In a stunning development Thursday night, the Oakland Police Commission wielded its power to dismiss a sitting police chief. Police commissioners unanimously voted to fire Oakland Police Chief Anne Kirkpatrick without cause. Oakland Mayor Libby Schaaf concurred with their decision. The dismissal comes three years after Kirkpatrick was hired by Schaaf in January 2017.

Oakland beat“The Police Commission is the community’s voice in our system of checks and balances, and I respect its authority and its role,” Schaaf said in a statement. “Tonight, the commissioners exercised their power. As Mayor, it is my duty to determine when the trust between The Police Commission and the Police Chief has become irrevocably lost and prevents Oakland from moving forward.”

Interim assistant Chief of Police Darren Allison is now interim chief of police.

The pace of police reforms under Kirkpatrick’s leadership were too slow, the citizen-led Police Commission said Thursday night. A loss of trust between Kirkpatrick and the commission was also a determining factor in their decision.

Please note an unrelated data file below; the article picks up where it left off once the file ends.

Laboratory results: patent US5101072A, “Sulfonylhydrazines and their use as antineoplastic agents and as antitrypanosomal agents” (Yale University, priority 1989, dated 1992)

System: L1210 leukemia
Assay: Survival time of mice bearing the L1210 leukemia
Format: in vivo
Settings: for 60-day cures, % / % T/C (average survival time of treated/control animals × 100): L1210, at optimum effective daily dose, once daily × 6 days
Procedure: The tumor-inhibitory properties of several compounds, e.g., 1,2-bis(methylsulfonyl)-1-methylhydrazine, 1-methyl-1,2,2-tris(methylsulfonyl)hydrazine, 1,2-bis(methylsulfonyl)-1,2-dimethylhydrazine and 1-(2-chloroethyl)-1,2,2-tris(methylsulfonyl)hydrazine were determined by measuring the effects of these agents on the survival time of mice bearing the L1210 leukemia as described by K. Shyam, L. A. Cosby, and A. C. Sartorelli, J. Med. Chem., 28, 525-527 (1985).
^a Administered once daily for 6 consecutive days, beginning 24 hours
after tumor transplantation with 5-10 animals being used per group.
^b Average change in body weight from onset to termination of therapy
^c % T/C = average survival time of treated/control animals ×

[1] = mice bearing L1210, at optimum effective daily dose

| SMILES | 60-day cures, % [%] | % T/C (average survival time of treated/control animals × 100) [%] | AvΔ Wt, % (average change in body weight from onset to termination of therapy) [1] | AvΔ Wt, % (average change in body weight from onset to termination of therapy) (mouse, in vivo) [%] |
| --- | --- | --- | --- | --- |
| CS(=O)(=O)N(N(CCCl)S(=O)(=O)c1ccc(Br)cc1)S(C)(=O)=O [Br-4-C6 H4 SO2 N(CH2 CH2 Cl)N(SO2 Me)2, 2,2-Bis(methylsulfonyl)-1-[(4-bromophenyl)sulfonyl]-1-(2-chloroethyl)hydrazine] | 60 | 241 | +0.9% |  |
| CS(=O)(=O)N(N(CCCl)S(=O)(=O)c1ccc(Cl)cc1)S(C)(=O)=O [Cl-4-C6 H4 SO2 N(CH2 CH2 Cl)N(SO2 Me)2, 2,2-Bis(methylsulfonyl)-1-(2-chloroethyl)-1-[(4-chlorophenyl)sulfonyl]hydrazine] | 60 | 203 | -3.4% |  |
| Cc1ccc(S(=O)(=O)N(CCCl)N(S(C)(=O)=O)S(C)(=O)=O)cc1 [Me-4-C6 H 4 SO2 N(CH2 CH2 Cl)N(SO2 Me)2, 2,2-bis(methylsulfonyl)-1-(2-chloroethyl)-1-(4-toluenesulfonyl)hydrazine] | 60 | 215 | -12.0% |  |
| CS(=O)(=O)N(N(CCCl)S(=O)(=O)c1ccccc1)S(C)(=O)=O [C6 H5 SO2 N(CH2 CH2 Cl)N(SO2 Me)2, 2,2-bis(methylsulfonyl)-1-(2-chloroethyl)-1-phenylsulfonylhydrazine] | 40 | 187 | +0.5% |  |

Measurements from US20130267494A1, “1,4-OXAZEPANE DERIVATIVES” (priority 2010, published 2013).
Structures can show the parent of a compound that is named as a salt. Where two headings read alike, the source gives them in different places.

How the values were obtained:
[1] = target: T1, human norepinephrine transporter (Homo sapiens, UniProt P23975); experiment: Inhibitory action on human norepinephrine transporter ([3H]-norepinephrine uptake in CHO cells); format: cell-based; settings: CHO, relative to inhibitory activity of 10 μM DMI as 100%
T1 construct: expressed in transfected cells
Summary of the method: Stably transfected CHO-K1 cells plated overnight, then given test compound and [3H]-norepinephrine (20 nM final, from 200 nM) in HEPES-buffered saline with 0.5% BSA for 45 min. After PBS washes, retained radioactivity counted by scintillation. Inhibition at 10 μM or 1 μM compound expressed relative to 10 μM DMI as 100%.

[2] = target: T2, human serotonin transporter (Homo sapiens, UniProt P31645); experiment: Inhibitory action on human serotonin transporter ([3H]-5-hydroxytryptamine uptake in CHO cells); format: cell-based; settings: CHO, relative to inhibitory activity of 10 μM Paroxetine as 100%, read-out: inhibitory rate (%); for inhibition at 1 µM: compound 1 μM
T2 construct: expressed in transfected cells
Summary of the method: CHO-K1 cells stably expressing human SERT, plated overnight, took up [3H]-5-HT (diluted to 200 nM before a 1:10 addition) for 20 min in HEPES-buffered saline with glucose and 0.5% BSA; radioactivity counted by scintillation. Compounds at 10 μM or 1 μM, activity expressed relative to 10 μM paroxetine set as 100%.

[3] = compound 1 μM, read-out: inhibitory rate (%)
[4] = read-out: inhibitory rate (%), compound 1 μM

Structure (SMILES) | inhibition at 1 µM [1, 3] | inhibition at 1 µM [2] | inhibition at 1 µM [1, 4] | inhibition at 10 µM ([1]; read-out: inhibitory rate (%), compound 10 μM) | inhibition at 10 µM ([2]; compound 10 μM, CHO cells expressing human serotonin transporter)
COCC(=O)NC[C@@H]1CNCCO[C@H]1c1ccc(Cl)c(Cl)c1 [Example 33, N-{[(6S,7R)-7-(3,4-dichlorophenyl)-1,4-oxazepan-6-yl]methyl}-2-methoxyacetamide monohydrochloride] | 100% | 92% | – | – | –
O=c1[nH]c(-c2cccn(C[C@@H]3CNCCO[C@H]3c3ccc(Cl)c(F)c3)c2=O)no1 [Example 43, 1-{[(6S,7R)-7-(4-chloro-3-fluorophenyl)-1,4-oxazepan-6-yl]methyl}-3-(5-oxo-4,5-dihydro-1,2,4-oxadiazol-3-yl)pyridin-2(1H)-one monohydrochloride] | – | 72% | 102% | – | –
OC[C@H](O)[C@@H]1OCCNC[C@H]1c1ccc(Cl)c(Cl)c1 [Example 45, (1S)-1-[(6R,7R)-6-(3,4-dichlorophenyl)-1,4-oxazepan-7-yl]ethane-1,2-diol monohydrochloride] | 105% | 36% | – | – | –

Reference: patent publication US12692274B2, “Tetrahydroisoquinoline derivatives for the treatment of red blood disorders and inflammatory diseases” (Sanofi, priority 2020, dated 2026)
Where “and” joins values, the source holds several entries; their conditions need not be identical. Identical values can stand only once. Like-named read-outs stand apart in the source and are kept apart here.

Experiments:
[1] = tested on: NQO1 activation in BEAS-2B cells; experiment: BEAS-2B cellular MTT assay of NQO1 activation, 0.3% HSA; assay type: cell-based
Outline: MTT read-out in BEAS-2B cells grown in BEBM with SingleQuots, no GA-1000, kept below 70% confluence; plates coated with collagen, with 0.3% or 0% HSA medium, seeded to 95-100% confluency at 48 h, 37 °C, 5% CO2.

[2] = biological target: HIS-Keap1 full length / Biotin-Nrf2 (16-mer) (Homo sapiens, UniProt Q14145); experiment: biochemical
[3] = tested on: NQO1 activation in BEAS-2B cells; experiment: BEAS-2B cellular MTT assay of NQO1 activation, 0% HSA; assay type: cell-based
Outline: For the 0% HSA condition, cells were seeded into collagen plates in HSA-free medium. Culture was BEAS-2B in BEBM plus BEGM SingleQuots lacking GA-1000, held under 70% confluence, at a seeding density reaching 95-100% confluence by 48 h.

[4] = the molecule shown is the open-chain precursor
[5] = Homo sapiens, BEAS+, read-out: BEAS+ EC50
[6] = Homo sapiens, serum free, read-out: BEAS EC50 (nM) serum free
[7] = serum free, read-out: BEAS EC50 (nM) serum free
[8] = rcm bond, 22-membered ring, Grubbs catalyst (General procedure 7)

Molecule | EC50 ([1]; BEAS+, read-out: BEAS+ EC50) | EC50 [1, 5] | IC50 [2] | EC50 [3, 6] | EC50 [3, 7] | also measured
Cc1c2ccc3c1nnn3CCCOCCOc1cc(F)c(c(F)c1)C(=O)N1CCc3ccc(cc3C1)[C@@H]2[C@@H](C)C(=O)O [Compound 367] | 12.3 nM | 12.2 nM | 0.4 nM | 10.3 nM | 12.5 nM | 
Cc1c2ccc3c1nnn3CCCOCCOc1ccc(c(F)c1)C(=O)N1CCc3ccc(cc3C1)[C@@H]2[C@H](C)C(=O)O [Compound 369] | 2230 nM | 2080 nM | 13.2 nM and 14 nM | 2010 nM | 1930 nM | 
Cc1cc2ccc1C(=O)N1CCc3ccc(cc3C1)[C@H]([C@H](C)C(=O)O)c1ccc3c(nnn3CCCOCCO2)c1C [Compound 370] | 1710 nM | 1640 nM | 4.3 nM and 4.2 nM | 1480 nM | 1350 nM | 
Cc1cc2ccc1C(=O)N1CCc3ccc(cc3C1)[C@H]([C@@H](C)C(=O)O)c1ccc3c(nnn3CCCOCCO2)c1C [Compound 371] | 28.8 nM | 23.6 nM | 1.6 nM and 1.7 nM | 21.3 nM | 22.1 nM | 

“Since the Commission’s inception, the Commissioners, along with the rest of the citizens of the City of Oakland, observed the Oakland Police Department’s failure to increase compliance with the court-ordered reforms required under the Negotiated Settlement Agreement (NSA),” Oakland Police Commission Chair Regina Jackson said, in a statement Thursday night.

“The Commission’s vote reflects our desire to see the City of Oakland move ahead under new leadership. The Commission looks forward to working with Mayor Schaaf to identify a Chief of Police who will build trust in the community and address racial and gender disparities that continue to exist in the Department and in our City.”

The abrupt move set off confusion at City Hall. Some Oakland councilmembers expressed surprise by the sudden firing. Councilmember Noel Gallo, who represents District 5, told reporters Friday morning that he was unaware of the impending move by the commission and mayor. “It’s no longer City Hall, it’s Silly Hall,” Gallo griped. The Oakland Police Officers Association also disagreed with the firing of Kirkpatrick.

Back in 2016, Oakland residents approved Measure LL, giving the extraordinary power of dismissing a chief of police to the newly-formed Police Commission. Support from five of the seven police commissioners is all that is needed to remove a chief of police with cause. But in the case of Kirkpatrick, who was fired without cause, her dismissal requires the support of the mayor.